Tips to Make Holidays Safe for Your Dog
The holidays are upon us! While most of us welcome the sights, sounds, and smells of the season, holidays can be chaotic even stressful for our dogs. Following these simple tips will help make the festivities safe and happy for your furry companions.
Start by making your Christmas tree safer by hanging heavier non-breakable ornaments near the bottom of your tree and anchoring your tree to a wall or the ceiling to prevent tipping. Tinsel can be deadly to your pets, so just don't use it! Regularly sweep up fallen pine needles to avoid trips to the emergency animal hospital. You can also block your dog's access by placing a folding metal playpen around your tree.
Keep your pets away from toxic holiday plants such as mistletoe, poinsettias, and holly. Use artificial plants to be safe. Many snow globes contain toxic antifreeze, so keep them out of the reach of your dog. Keep candles out of your dog's reach as well. Remember to unplug indoor light strands & electrical cords when you are not home. Most importantly, monitor and supervise your dog at all times.
Fireworks, horns, guns, and other noisemakers can be extremely frightening to the sensitive ears of dogs. Make sure your dogs are in a safe place away from the noise and so they can't escape the house or yard. If fireworks are a particular problem around holidays such as 4th of July or New Year's Eve, talk to your veterinarian about sedatives (such as acepromazine, alprazolam, and/or trazodone) to help your anxious dog and hire a good dog trainer with experience in this area to help you get ready.
Who's at the door?
Holidays typically mean welcoming a bunch of people into your home. Don't wait! Start training your dog's polite behaviors in advance. Teach your dog to "sit" instead of jumping on people, "come" when called, and to "go to your bed" and "lay down" to keep your dog from being underfoot. If your dog is not used to meeting new people or behaving calmly around large groups, start taking your dog out on a leash to places that people frequent, reward your dog with treats for calm behavior. If you are unsure of where to begin or you are struggling to calm your dog, contact a dog trainer to help you!
Before your guests arrive, make sure your dog is wearing a snug fitting collar with ID tags that have your current contact info. If your dog isn't microchipped, call your veterinarian to get this done! Many times when dogs run off, their collars magically come off. Microchips will help ensure you get your dog back.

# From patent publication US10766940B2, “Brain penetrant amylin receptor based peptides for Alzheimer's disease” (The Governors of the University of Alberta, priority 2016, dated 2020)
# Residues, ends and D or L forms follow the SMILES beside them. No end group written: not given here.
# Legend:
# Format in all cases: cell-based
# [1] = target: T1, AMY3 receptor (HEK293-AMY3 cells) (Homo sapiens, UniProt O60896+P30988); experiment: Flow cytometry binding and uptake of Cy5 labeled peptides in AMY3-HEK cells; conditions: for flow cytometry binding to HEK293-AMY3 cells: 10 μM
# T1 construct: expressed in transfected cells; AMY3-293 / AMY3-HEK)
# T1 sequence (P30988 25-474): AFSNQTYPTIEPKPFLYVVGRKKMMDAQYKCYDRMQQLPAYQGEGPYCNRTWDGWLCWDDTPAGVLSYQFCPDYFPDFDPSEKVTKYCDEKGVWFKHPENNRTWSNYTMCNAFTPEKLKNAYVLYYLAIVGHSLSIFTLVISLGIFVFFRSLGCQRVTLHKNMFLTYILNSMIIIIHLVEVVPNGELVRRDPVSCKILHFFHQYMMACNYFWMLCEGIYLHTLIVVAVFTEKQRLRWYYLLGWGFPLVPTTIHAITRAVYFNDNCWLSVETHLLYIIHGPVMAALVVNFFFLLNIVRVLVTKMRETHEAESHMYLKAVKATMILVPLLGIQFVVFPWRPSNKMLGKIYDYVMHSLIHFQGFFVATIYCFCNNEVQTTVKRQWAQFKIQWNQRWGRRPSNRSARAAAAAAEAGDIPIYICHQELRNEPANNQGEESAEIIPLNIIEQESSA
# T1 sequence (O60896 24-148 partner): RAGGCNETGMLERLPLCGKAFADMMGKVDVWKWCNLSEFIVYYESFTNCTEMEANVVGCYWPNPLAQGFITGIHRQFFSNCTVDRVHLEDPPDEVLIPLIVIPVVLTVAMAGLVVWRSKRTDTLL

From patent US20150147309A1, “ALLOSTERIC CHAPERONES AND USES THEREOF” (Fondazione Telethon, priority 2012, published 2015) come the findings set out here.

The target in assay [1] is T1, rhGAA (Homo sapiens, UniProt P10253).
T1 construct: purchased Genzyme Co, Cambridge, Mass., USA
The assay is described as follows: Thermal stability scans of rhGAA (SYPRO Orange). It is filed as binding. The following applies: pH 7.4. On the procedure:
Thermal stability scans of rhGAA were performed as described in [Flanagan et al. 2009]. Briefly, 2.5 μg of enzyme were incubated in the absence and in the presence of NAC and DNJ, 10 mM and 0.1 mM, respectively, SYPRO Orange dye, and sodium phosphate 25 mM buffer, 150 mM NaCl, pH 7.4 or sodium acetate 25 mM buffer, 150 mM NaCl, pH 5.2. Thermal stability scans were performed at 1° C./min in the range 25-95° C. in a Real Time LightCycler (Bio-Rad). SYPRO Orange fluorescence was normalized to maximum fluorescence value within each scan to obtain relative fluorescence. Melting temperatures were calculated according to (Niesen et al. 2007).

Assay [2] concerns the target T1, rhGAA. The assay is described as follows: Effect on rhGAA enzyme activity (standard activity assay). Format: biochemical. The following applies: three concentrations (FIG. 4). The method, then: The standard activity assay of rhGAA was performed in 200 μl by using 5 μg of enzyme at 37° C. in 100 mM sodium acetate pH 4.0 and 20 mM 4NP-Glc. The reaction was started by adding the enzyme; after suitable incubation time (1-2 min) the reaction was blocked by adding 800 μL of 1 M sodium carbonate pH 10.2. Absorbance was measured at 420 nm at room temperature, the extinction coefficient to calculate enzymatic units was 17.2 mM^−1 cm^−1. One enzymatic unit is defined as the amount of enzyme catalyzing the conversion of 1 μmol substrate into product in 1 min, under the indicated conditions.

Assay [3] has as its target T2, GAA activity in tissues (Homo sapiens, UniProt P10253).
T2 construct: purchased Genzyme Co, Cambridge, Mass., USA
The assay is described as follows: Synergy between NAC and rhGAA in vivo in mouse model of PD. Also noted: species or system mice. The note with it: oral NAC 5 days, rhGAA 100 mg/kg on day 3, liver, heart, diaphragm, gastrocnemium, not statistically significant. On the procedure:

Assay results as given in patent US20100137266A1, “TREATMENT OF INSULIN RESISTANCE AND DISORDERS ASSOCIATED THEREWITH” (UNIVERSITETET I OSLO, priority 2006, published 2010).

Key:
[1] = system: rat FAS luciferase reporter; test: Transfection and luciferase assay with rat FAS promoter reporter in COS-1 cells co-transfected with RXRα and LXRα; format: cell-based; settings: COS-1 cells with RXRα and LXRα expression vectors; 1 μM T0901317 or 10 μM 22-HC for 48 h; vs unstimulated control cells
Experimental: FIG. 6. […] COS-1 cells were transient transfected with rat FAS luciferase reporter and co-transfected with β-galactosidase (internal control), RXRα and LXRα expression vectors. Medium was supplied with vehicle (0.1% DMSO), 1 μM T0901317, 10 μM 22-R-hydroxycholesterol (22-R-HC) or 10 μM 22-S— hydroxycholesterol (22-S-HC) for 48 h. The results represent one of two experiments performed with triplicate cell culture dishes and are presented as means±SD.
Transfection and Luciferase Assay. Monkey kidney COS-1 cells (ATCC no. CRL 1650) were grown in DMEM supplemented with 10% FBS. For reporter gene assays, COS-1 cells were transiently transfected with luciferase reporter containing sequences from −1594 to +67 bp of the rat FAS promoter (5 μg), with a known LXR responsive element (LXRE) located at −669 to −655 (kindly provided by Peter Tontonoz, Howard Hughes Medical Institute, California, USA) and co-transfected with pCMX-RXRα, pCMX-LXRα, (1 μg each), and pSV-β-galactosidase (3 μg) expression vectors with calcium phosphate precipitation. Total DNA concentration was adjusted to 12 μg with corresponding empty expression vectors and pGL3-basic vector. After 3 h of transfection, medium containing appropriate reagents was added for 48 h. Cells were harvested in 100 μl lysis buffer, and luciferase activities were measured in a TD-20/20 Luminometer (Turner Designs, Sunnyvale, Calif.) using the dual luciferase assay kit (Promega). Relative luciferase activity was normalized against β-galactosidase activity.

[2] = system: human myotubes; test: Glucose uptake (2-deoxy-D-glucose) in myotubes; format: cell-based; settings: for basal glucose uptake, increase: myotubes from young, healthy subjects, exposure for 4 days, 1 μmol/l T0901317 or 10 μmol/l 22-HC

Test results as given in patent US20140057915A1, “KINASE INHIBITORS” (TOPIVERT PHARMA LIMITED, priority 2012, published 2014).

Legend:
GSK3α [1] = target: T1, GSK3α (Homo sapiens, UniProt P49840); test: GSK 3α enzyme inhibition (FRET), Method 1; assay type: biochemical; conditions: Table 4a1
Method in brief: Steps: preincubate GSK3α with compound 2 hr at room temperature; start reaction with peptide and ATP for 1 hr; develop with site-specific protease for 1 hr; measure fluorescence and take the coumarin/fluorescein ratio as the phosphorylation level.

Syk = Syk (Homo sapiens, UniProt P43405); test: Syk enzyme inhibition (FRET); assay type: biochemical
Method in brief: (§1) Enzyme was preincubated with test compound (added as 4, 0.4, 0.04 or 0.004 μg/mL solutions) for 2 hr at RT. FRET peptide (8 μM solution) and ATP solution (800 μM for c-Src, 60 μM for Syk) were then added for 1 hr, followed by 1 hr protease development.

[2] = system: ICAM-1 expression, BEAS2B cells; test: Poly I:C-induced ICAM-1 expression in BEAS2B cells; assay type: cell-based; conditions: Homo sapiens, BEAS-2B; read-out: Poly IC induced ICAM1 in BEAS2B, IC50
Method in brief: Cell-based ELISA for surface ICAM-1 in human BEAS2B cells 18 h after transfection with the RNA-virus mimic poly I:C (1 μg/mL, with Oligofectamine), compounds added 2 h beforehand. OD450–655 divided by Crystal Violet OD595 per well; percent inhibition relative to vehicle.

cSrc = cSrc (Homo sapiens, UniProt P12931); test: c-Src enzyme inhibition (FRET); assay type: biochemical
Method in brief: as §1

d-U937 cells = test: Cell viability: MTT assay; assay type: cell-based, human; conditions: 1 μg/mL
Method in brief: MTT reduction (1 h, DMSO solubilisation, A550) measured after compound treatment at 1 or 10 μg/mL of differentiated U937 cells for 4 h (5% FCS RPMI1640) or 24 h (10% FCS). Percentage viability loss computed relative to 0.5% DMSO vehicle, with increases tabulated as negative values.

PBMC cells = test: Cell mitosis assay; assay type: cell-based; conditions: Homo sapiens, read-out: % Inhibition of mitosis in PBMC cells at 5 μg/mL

Don't expect your guests to watch out for your dog. Keep your dog contained in a quiet room, crated, tethered to a dog bed, or on-leash while guests are coming and going, especially if your dog is a door dasher, steals food, or is a nuisance. You can allow your furry companion to join the festivities after the initial commotion of arrival has subsided. For everyone's safety, supervise ALL interactions between your guests and your dog, especially children. Remind family and friends as to interactions with your dog, not every dog is comfortable with hugs or even being touched. Be prepared. Keep treats on hand to help reward your dog's good behaviors. If needed, make sure your dog has a quiet room to retreat from everyone. Be sure to take time away from your guests to check on your dog throughout the festivities.
All this activity may create stress for your dog, so keep plenty of fresh water readily available. Try to stick to your dog's normal routine as best as you can. Don't skip your dog's morning walk. Feed your dog at the same time as any other day. Sticking to your dog's daily routine can provide a sense of normalcy and help to alleviate at least some of your dog's holiday stress.
The easiest rule is to keep your dog away from human foods and anything your dog may ingest such as tinsel, wrapping paper, etc. Be sure you and your guests lock up any medications. Keep lids on garbage cans. If you are unable to keep an attentive eye on your dog, confine your dog or ask a reliable friend to keep your dog occupied in an other room. No matter how cute your dog is, remind your guests to not feed your dog any food because some people food can be toxic to dogs. Don't forget to clean up. Be sure to remove all trash and food to prevent your curious dogs from eating something harmful. Here is an incomplete list of things that are dangerous and safe for your dog:
- Alcohol, Coffee, Tea, Caffeine
- Acetaminophen (Tylenol), Aspirin,
- Ibuprofen (Advil, Motrin),
- Naproxen (Aleve),
- Xylitol (found in gum, tictacs, etc)
- Sugar, Sweeteners, Candy, Chocolate
- Avocados, Nuts, Seeds, Pits, Grapes, Raisins, Dates, Figs, Dried Fruits, Mushrooms, Garlic, Onion, Corn cob
- Nutmeg, Paprika, Pepper
- Cooked bones (can break or splinter)
- Mistletoe, Holly, Poinsettias, Lilies
- Aloe Vera, Coconut oil (small amounts)
- (No pits or seeds!) Apples, Apricots, Oranges, Peaches, Pears, Plums, Watermelon
- Asparagus, Bananas, Berries, Broccoli, Carrots, Cheese, Celery, Corn (no cob), Cucumbers, Green beans, Kiwi, Olives, Peas, Potatoes, Pumpkin, Spinach, Sweet Potatoes/Yams, Squash, Tomatoes
- (small amounts) Basil, Cinnamon, Flax Seeds, Ginger, Parsley, Rosemary, Sage, Tumeric
- Raw/uncooked bones, beef, chicken, rabbit, duck, turkey, eggs